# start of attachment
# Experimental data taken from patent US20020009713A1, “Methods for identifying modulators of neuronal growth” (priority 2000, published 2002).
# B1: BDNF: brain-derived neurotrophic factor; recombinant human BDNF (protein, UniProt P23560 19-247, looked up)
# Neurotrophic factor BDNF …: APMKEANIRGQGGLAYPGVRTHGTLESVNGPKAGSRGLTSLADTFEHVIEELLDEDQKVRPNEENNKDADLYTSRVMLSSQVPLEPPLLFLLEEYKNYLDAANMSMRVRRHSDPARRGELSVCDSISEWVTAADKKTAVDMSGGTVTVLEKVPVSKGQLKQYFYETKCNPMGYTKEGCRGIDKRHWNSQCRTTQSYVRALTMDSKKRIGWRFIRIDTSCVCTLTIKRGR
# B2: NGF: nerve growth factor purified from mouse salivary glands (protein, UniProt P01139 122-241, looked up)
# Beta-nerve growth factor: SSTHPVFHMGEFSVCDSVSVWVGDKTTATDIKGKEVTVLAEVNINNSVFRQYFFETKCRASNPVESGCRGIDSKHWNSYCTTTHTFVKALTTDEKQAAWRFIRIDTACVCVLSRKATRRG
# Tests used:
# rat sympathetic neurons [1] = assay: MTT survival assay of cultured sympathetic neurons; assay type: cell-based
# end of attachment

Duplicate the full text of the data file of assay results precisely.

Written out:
# Experimental data taken from patent US20020009713A1, “Methods for identifying modulators of neuronal growth” (priority 2000, published 2002).
# B1: BDNF: brain-derived neurotrophic factor; recombinant human BDNF (protein, UniProt P23560 19-247, looked up)
# Neurotrophic factor BDNF …: APMKEANIRGQGGLAYPGVRTHGTLESVNGPKAGSRGLTSLADTFEHVIEELLDEDQKVRPNEENNKDADLYTSRVMLSSQVPLEPPLLFLLEEYKNYLDAANMSMRVRRHSDPARRGELSVCDSISEWVTAADKKTAVDMSGGTVTVLEKVPVSKGQLKQYFYETKCNPMGYTKEGCRGIDKRHWNSQCRTTQSYVRALTMDSKKRIGWRFIRIDTSCVCTLTIKRGR
# B2: NGF: nerve growth factor purified from mouse salivary glands (protein, UniProt P01139 122-241, looked up)
# Beta-nerve growth factor: SSTHPVFHMGEFSVCDSVSVWVGDKTTATDIKGKEVTVLAEVNINNSVFRQYFFETKCRASNPVESGCRGIDSKHWNSYCTTTHTFVKALTTDEKQAAWRFIRIDTACVCVLSRKATRRG
# Tests used:
# rat sympathetic neurons [1] = assay: MTT survival assay of cultured sympathetic neurons; assay type: cell-based